On April 22, 2017, dozens of drug policy researchers and their allies will leave their colleges and universities to gather on the streets of D.C. for the National March for Science. A busload of scholars from New York City will meet up with those from Washington D.C. and surrounding areas with the simple message that drug policy should be based on facts, not fear. Researchers from around the country will join other drug policy contingents in satellite marches taking place in other cities. There are more than 500 communities hosting satellite marches.
Galvanized by the Trump Administration’s espousal of “alternative facts” and its hostility towards evidence-based policy and science, scientists from across the country are picking up protest signs. The National March for Science is expected to draw tens of thousands of people in support of science.
“I’m delighted that drug researchers are coming together at the National Science March to call for evidence-based drug policies in the U.S. I’ve been a scholar-activist for years because I understand just how damaging it is when we base our drug policies on assumptions and myths instead of rigorous scientific evidence. Research can direct us to the true root of society’s problems, which has more to do with poverty, lack of jobs, and our drug policies, than with drugs themselves. It’s time we all stood up and demand our lawmakers base our drug policies on facts, not on fear and misinformation,” said Carl Hart, PhD, Chair of the Department of Psychology at Columbia University.
Sheila Vakharia, PhD, Assistant Professor, at Long Island University commented: “We are at a crucial point in the US where we can either choose to fund and expand empirically-proven treatments for people living with substance use disorders, or we can continue to promote obsolete treatment approaches grounded in idealistic moralism. As someone committed to improving the drug treatment industry, I am marching to promote drug treatment that is compassionate, pragmatic, effective, and grounded in harm reduction.”
For decades, drug policies in the U.S. have been driven by ideology, stigma, racism, and politics with too little reliance on research about what is effective. With the election of Donald Trump and his Administration’s disavowal of science and facts, drug researchers are concerned that the divide between evidence and policy will only grow deeper.
Some examples of policy driven by fear and ideology instead of facts include:
- Placing marijuana in Schedule I of the Controlled Substances Act, purporting that it is unsafe and has no medical use, despite dozens of studies demonstrating its relative safety and its benefits as a medicine for a host of ailments.
- Maintaining a sentencing disparity between crack and powder cocaine of 18 to 1 despite the fact that the two drugs are merely different forms of the same substance.
- Prohibiting or failing to fund harm reduction services proven to reduce overdose and blood-born disease transmission, such as syringe exchange programs, supervised injection facilities, and heroin-assisted treatment.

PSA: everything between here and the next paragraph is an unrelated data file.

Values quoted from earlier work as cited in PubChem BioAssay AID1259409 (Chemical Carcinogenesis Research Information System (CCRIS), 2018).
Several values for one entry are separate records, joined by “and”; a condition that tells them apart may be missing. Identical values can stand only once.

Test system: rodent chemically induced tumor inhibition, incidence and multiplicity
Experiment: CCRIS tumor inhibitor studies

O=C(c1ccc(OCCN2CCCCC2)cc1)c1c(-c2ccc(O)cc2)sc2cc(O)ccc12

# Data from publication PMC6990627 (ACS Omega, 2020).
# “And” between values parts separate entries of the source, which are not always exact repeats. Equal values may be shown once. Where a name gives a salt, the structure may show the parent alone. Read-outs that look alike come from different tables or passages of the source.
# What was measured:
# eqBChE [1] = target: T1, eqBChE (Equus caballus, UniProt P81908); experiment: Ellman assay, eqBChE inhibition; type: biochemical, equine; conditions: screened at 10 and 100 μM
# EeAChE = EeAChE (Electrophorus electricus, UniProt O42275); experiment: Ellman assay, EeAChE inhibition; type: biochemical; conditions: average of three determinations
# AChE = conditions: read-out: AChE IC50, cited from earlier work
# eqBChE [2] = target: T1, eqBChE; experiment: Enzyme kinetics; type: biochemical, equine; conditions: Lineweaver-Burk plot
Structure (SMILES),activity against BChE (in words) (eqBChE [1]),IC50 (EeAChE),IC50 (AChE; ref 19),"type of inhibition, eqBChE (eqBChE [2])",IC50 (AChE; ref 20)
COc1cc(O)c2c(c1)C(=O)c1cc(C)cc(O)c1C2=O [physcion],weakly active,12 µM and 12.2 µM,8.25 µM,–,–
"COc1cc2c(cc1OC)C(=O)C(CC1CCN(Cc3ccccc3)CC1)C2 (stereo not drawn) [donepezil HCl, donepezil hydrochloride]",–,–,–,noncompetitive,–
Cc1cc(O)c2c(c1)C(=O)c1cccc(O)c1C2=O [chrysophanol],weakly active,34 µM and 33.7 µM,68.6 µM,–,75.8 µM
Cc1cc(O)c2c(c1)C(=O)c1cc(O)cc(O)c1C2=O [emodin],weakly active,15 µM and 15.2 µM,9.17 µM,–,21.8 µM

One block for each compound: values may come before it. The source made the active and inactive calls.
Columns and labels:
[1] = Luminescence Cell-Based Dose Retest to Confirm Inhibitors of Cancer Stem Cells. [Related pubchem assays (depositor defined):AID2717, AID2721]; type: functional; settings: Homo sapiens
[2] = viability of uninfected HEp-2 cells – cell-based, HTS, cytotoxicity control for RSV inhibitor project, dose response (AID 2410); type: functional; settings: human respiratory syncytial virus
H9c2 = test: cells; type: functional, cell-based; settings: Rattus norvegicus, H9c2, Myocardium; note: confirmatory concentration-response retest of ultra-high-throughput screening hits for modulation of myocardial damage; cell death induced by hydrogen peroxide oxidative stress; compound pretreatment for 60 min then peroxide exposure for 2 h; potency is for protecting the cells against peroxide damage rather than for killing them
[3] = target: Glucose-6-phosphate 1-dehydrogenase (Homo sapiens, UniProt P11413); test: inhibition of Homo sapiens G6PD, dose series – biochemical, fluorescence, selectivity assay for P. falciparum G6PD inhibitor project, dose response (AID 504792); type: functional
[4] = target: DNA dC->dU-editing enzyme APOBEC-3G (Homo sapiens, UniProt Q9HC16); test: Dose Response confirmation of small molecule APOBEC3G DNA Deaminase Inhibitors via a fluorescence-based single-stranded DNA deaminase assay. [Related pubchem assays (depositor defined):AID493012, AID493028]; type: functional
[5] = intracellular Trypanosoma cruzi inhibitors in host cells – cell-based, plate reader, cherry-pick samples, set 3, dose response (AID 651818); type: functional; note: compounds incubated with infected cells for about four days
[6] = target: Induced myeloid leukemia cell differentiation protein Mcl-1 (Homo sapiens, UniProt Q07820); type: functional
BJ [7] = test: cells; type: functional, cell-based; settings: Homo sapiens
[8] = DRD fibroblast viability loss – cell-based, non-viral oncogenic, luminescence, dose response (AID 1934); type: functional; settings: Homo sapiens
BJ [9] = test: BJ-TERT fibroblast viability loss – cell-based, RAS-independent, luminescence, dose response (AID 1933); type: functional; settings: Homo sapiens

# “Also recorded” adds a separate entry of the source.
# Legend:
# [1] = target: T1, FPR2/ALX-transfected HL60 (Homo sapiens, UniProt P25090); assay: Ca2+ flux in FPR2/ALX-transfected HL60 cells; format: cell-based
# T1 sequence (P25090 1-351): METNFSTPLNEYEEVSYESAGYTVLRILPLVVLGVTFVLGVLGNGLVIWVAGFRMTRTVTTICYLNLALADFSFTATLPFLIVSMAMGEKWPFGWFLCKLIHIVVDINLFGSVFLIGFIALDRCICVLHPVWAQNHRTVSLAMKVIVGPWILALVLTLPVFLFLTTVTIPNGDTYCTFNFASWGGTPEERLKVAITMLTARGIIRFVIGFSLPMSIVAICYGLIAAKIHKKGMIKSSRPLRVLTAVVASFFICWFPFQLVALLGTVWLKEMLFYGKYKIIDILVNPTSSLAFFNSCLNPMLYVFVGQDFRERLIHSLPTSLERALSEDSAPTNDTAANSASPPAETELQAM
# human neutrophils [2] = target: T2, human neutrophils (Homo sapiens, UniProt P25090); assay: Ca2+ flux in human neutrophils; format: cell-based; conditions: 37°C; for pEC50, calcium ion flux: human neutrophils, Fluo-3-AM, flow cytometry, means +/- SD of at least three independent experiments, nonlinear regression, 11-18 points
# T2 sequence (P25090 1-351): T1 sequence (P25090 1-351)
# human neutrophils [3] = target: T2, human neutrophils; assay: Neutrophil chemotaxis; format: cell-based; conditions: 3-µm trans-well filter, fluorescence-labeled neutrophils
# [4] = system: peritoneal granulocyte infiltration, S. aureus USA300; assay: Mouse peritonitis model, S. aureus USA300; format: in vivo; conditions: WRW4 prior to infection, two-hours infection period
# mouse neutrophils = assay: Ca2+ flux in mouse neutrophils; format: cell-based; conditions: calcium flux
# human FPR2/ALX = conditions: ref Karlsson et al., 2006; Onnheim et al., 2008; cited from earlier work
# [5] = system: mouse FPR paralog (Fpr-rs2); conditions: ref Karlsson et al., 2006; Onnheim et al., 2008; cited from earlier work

Trump’s pro-police and “law and order” rhetoric and racially coded language about crime in urban areas suggest he’s unlikely to support drug decriminalization or alternatives to incarceration – approaches also supported by research. Instead, he’s promised a national stop and frisk program that will likely increase racially biased policing and drug arrests.
“So many lives lost, including my dad and my brother, to death and excessive incarceration, because politicians ignored scientific evidence for more than 45 years waging the failed war on drugs. How many more?” asks Jasmine Tyler of the Open Society Foundation. “I’m joining the Science March because no family should have to suffer because of ignorant politicians, and drug policy must be grounded in science to address the crises we’re facing.”
Researchers are also concerned by his proposed cuts of $1.2 billion to the National Institutes of Health, which funds the vast majority of the research on drugs and drug policy in the country. As the nation grapples with how to respond to a rise on opioid overdose deaths, researchers are calling for approaches proven effective by science, such as harm reduction and treatment, and for more – not less – research into how to save lives. In addition, Trump’s proposal to cut the Affordable Care Act and Medicaid Block grants, if successful, will impede access to substance use treatment in those areas a hardest hit by the opioid epidemic.
“As a physician and researcher, I am so pleased to march with my colleagues for science. Science is and should remain the cornerstone that guides medical treatment and health care policies. This is particularly important for treatment and policies that focus on substance use, which have historically not been based on science,” Chinazo Cunningham, MD, Associate Chief of the Division of General Internal Medicine and Professor of Medicine at Albert Einstein College of Medicine and Montefiore Medical Center.
“We felt it was important to march because evidence-based policy is under attack, and the gains we’ve made to ground drug policy in the research about what works are threatened. Evidence-based drug policy can save lives. We cannot afford to return to the failed drug war tactics of the past,” said Jules Netherland, PhD, director of the Office of Academic Engagement at the Drug Policy Alliance.